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Harvesting & Shell Trade

Although most countries have banned the hunting of sea turtles and there is an international ban on the trade of sea turtles and their parts, poaching and legal hunting still pose a significant threat to all sea turtle species. Their meat and eggs are desired as exotic food and sea turtle by-products like oil is used in cosmetics, their skin for leather and the turtle shell is especially.


Folklore has it that sea turtle eggs are a natural aphrodisiac and by consuming them there is an expectation of greater potency and manliness.  There is no evidence that substantiates this claim so there is no reason to consume sea turtle eggs. But, there are more important reasons to steer clear of them.  There is a global advisory from the W.H.O. not to consume turtle meat and turtle eggs as they contain bacteria like salmonella, as well as parasites and high levels of heavy metals which can all cause serious harm.


The Hawksbill turtle, Antigua’s most recognized turtle, is being hunted to the brink of extinction for its vibrant and beautiful carapace also known as “the tortoiseshell”. Their shells are highly valued as they are used as trophies and to make jewelry and other ornaments which can easily be found in the markets of Latin America and Asia.  


Commercial Fishing & By-Catch

Commercial fishing has a great impact on the oceans’ ecosystems. One of the casualties of commercial fishing are sea turtles when they are inadvertently captured in shrimp trawls, gill nets and long lines as bycatch.   The bycatch, which consists of sea turtles, birds and other unlucky sea animals, is approximately 40% of the fisheries intake and are then discarded back to the ocean, dead or alive.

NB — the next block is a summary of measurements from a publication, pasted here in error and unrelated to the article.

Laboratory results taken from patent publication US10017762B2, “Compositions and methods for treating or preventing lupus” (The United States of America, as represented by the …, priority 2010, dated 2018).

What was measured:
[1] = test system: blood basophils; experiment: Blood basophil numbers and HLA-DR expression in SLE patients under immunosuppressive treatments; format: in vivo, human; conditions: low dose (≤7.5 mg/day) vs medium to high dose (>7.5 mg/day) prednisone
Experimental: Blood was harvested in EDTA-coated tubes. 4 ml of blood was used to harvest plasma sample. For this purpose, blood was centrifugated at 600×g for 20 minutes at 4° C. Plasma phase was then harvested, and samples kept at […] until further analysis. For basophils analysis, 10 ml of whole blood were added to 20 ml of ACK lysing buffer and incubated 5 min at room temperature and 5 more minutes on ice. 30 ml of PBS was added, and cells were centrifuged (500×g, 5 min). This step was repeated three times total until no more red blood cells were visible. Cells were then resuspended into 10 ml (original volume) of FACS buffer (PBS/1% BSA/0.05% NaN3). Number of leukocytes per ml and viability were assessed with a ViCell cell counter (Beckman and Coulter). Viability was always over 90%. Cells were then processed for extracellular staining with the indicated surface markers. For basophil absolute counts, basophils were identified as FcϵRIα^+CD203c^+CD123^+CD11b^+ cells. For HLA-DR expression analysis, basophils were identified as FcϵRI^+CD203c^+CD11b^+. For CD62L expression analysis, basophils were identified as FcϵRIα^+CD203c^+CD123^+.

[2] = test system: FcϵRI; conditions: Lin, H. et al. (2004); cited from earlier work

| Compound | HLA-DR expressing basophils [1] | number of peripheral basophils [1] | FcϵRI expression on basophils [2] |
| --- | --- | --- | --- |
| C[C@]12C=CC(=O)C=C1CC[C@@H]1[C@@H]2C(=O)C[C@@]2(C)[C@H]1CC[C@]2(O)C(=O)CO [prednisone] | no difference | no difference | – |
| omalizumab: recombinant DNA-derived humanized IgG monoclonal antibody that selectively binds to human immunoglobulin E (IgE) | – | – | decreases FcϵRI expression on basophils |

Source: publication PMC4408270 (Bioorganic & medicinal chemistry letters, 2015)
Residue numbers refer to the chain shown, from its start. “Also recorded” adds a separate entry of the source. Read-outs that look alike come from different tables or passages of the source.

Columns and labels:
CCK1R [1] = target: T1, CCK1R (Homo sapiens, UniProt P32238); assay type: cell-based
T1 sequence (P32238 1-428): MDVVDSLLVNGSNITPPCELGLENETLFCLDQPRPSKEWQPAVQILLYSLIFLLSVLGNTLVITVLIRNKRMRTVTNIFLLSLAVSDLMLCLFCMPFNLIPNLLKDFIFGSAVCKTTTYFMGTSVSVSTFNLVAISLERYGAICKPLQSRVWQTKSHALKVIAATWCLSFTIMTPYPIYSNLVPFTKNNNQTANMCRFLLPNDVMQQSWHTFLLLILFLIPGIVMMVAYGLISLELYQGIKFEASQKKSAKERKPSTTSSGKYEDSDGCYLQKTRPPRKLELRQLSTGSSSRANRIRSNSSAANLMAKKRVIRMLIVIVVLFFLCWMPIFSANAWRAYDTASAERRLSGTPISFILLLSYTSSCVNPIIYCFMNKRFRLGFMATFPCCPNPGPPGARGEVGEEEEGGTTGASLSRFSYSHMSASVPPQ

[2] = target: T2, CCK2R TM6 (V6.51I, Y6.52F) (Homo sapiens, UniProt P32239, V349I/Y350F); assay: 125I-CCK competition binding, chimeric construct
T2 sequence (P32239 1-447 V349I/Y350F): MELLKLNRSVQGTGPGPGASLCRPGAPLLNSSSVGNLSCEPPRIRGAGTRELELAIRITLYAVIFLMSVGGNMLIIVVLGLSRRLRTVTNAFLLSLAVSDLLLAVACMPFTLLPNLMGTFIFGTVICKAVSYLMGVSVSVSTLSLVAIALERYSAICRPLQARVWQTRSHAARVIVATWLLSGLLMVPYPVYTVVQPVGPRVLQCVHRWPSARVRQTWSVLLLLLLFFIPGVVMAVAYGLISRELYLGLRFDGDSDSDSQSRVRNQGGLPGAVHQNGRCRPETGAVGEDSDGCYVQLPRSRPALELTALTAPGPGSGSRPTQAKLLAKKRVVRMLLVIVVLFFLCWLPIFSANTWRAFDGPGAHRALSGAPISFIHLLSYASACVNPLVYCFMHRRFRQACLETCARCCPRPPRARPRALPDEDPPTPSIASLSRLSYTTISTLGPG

A new trend with shrimp trawlers is to install a turtle extruder device, which is basically an escape hatch, so that the turtles can find a way out.  Unfortunately, this is still not regulated but there is hope that the trend will continue to grow. 


One way to make a positive impact on the oceans is to choose seafood that is labeled sustainably sourced or where you know the fish are caught legally and in accordance with regulations.

Check out this handy list of sustainable seafood shopping for more information:

Marine Debris & Pollution

Our garbage and waste will always find a way into the oceans.  Our plastic waste; bottles, bags, wrappers, balloons, straws etc. get wash away from our rivers, beaches, streets, and storm drains and end up floating aimlessly in our oceans.  All this garbage looks enticing to sea turtles as they mistake it for a food source.  Ingesting garbage, especially plastics that do not degrade, wreak havoc on their digestive systems which will ultimately have a fatal outcome.


Lost or discarded fishing lines, nets, ropes, and sacs, known as Ghost Gear, become a trap for many sea animals especially sea turtles.  The turtles will think of this ghost gear as a place to find shelter or food to which they will become entangled.  The netting takes hold and squeezes the turtle’s flippers, neck, and/or body which will eventually lead to a slow and painful death.